Roundworms, liver fluke and lungworm are costing UK livestock producers £270 million in lost production and treatment expenditure every year, according to a study published in the Preventive Veterinary Medicine journal. The study examined the economic burden of major parasitic worm infections on livestock across 18 European countries.

Dairy cattle accounted for 55% of the UK total, beef cattle 29% and sheep 16%.

The UK was second to France, at £418m in the EU league table, with Ireland third at £214m. All three have large national cattle herds with predominantly grazing systems. However, the study authors estimate the UK’s annual public funding for research on the control of worm infections at just 0.18% of annual disease costs.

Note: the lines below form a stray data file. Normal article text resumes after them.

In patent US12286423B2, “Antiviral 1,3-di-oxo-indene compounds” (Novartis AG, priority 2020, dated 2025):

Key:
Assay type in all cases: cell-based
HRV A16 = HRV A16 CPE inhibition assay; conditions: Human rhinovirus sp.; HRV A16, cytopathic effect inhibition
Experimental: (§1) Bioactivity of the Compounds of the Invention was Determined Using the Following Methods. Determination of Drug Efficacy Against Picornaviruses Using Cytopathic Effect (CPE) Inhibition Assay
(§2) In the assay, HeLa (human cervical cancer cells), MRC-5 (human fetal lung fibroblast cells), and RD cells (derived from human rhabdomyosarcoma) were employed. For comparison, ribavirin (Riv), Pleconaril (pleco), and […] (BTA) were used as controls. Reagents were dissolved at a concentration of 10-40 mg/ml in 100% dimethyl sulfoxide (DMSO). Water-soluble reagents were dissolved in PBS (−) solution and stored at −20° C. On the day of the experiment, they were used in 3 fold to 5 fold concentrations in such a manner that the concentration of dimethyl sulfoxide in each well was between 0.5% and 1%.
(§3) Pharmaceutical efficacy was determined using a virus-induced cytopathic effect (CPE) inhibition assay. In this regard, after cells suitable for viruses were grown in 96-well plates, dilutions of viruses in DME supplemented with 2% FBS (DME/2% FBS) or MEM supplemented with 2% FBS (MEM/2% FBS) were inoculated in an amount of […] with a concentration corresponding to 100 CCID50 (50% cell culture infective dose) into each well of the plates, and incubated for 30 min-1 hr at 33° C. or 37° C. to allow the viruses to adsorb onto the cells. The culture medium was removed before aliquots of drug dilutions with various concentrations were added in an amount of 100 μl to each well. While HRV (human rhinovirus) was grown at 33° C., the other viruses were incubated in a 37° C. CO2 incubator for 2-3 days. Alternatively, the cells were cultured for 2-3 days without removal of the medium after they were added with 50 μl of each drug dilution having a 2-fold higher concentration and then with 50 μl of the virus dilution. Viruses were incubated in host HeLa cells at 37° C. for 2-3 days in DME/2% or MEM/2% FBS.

Resistance to anthelmintic products continues to grow – the study estimates annual losses attributed to wormer resistance to the cattle industry as a whole at some £3.5m.

“Farmers, working with vets and RAMAs/SQPS must draw up a plan for identifying the risks and how to protect their cattle from worm infections, in the most responsible way,” advises Dr Hannah Rose Vineer of the University of Liverpool, a UK-based co-author of the study.